Robin Y. Flatland

Professor of Computer Science

Phone: (518) 782‑6541
Email: flatland@siena.edu

Robin Y. Flatland

Degrees:

Ph.D. Computer Science Rensselaer Polytechnic Institute
M.S. Computer Science Rensselaer Polytechnic Institute
B.S. Computer Science Birmingham-Southern College

Bio:

Dr. Flatland earned her Ph.D. in computer science in 1997 from Rensselaer Polytechnic Institute and her B.S. in computer science in 1990 from Birmingham-Southern College. She has been a faculty member in the Computer Science Department at Siena College for 16 years, served as the department head for four years, and currently is the Science Internship Coordinator. Her research is in the area of computational geometry, focusing primarily on algorithmic problems related to wireless communication networks, unfolding, and robotics. She also does research on computer science pedagogy and recently team taught a course to math education majors on how to teach AP computer science.

What I love about Siena:

I love teaching at Siena because the students are enthusiastic and creative and class sizes are small so I get to know them very well.

My Favorite courses to teach are:

It is hard to choose favorite classes because I like teaching all computer science courses, but one of my top favorites is our upper level course on computer graphics. I like this course because the student projects are visually exciting and allow for lots of creativity. The course culminates with a final project in which the students create their own 3D virtual world or game. This year some students even incorporated motion detecting cameras as input devices. We hosted a graphics show at the end of the semester during which our students demonstrated their projects for the Siena community and for thirty local high school CS students.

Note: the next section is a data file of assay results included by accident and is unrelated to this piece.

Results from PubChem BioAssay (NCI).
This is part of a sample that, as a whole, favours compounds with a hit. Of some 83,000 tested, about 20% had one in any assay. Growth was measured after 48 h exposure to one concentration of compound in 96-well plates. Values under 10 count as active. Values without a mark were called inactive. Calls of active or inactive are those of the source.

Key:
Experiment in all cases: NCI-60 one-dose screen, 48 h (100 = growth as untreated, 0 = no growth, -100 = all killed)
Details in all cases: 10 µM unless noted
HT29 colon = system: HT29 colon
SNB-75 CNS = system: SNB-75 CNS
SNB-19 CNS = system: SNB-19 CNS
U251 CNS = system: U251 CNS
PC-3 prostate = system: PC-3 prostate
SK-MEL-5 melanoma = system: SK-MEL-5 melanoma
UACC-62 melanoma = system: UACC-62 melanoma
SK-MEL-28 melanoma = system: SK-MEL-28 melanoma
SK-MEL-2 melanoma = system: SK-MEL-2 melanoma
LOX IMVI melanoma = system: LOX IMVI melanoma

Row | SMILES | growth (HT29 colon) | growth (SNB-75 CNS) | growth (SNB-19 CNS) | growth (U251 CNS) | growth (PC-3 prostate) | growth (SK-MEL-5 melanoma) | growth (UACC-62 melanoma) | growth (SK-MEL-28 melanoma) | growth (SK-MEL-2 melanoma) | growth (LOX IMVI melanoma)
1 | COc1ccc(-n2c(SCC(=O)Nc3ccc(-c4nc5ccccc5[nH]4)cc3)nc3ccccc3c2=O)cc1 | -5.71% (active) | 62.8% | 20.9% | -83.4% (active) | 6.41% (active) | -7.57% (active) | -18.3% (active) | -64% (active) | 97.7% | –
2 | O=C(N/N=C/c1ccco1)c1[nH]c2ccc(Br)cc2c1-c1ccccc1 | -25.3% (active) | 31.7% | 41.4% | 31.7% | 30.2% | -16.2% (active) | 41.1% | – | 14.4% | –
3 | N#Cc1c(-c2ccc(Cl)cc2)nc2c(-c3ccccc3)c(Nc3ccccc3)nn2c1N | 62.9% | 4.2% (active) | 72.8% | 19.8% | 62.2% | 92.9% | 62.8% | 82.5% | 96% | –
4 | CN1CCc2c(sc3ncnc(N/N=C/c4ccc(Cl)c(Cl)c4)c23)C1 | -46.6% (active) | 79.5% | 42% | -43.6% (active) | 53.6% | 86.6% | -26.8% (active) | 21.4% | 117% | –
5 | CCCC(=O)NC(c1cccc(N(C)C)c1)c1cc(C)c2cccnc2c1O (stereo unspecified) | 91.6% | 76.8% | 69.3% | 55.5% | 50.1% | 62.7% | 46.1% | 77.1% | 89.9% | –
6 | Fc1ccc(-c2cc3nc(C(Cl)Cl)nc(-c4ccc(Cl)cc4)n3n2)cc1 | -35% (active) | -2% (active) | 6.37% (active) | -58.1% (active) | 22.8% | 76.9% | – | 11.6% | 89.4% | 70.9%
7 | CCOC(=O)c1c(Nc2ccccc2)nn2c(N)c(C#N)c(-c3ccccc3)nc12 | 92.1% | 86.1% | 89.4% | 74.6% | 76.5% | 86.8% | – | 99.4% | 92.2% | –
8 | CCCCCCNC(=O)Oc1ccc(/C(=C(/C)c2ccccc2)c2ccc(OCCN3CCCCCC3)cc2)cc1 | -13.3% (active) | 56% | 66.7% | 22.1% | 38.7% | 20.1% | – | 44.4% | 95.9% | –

Professional Experience:

Professor, Computer Science Siena College 2009 - Now
Associate Prof., Computer Science Siena College 2003 - 2009
Consultant, Image Understanding GE CR&D 1998 - 1999
Assistant Prof., Computer Science Siena College 1997 - 2002